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24 Oct 2002 : Column 396continued
The Minister for School Standards (Mr. David Miliband): The Department does not assess statutory proposals for changes to schools, as I think my hon. Friend knows. Such proposals are decided by the local school organisation committee or, if it cannot agree, by the independent schools adjudicator. I understand that proposals for the removal of surplus places in Catholic primary schools in Liverpool originate with the archdiocese concerned, in partnership with the city council.
Mrs. Ellman : I accept that Liverpool city council has prime responsibility for decisions on school closures, but does my hon. Friend share my concern that insufficient attention has been given to the link between regeneration opportunities and educational provision in this inner-city area? Is he aware of the work of the parents action group in this regard, and would he be willing to consider its views on the link between regeneration and educational attainment?
Mr. Miliband: My hon. Friend will know that I visited her constituency in June, and I was very impressed not only by the tributes paid to her and her work on regeneration and education but by the work being done by the city council in tandem with voluntary organisations in the city and, specifically, in her constituency. If her parents action group wants to come to London, I will certainly meet it here, unless I get back to Liverpool before that.
The Parliamentary Under-Secretary of State for Education and Skills (Mr. Stephen Twigg): The statutory maximum walking distances were set in 1944. Local education authorities have the power to consider
Mr. Todd : In 1944, there were about 1 million vehicles on British roads; there are now 24 million. In 1944, footpaths were heavily used by people walking to work, and provided a safe means of transit. They are now much less safe in areas such as mine. Is it perhaps time for us to review the limits?
Mr. Twigg: As I said in my answer, local authorities have discretionary powers, and there are some good examples of authorities that have chosen to exercise them. My hon. Friend's own local authority does so in a number of respects. The social exclusion unit is conducting an inquiry into the links between poor transport and access to key services, including education, and work. We are awaiting the unit's full report, but officials in the Department for Education and Skills have been working with the unit, and that may well provide a basis for us to take this debate a little further forward.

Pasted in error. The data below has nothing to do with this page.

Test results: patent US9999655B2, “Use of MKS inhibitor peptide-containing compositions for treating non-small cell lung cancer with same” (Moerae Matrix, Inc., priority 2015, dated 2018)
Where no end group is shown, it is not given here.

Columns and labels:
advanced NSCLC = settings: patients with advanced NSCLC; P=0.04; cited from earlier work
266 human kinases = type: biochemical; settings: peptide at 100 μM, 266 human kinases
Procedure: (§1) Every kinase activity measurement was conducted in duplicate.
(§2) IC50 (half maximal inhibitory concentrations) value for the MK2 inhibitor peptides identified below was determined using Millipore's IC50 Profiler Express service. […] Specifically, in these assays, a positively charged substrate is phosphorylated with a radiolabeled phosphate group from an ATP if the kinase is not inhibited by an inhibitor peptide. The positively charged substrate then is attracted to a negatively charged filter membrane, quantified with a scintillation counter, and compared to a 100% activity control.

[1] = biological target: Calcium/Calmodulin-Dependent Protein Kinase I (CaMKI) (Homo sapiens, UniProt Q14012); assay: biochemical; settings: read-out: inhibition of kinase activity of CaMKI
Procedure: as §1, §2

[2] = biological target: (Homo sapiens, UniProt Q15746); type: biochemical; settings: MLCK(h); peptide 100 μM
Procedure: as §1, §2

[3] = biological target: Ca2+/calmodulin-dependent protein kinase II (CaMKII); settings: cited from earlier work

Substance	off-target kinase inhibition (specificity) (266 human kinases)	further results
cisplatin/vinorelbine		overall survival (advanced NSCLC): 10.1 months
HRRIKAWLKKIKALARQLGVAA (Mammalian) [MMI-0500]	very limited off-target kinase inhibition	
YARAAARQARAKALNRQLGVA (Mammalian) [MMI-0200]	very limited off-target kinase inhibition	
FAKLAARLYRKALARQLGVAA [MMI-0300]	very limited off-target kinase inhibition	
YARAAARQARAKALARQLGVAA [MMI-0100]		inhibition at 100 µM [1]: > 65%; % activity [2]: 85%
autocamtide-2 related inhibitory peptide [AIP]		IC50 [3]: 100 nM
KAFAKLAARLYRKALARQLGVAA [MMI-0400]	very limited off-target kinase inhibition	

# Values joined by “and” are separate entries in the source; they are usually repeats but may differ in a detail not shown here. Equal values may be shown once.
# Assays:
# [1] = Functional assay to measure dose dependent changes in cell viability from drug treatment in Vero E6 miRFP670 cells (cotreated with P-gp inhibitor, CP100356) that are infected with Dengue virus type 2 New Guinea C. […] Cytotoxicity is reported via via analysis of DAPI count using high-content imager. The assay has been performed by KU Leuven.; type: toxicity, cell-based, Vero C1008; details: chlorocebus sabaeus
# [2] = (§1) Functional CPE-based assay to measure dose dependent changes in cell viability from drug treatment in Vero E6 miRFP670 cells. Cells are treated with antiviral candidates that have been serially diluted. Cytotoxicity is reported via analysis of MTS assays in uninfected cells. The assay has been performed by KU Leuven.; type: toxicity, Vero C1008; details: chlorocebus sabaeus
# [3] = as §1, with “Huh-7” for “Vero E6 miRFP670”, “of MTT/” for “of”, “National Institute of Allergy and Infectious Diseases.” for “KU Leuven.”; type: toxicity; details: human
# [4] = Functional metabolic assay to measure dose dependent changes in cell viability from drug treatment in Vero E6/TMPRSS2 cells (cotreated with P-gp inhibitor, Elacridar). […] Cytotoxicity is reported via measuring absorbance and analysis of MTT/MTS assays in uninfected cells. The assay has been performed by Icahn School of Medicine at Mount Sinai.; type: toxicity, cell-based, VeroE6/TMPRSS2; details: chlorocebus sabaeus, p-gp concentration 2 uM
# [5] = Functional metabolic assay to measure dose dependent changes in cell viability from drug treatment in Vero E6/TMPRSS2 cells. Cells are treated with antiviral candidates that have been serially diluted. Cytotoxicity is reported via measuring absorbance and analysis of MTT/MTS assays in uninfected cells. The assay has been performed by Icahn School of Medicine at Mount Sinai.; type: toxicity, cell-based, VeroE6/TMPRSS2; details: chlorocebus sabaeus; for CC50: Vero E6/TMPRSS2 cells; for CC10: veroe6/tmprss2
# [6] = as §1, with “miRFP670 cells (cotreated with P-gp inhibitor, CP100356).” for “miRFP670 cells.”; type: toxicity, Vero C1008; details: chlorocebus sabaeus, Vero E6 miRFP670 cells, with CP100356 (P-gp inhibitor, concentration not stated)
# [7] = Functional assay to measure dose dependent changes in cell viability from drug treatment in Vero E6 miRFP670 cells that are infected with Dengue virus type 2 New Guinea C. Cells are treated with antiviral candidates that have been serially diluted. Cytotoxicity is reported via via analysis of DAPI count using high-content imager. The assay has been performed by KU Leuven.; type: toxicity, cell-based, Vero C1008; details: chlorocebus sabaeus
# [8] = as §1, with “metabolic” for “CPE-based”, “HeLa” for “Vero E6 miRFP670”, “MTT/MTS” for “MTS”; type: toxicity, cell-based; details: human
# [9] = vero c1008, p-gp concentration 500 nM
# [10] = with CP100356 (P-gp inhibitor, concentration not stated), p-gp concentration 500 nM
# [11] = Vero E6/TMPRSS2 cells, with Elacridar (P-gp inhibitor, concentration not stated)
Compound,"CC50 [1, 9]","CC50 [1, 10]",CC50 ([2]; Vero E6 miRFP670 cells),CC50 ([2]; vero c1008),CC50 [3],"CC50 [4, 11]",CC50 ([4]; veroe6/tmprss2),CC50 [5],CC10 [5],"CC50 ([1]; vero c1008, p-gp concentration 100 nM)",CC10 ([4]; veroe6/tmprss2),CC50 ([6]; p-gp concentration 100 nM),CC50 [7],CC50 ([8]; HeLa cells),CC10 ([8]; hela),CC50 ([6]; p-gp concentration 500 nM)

Mr. David Heath (Somerton and Frome): Traffic conditions have changed, but so have the circumstances of the schools system: we now have specialist schools and the concept of parental choice, for example. All those changes militate against the system that was set up in 1944. When we add to that the fact that, in rural areas such as my own in the county of Somerset, a huge amount of money is spent on school transport without any recompensethanks to a ridiculous formula system that does very poorly for us and many other areas of the countryit becomes clear that it is time for a fundamental review of the school transport system. Will the Minister please put that into place at the earliest possible opportunity, to coincide with the change in the local authority funding system that we shall discuss later today?
Mr. Twigg: I cannot promise to make it coincide with the new funding formula. This is an immensely challenging area. I have been taking a look at the matter and I will continue to do so. If the hon. Gentleman has a scheme in mind that would be workable and that I can sell to colleagues and to the House, I would be delighted to consider it.
Mr. Huw Edwards (Monmouth): Is my hon. Friend aware that the Education Act 1944 also allows bus companies to permit three children under the age of 15 to sit on a double seat? That leads to gross overcrowding on scheduled bus services taking children to school in my constituency, especially from the village of Llandogo. Will my hon. Friend seriously consider this issue, and get rid of this rule?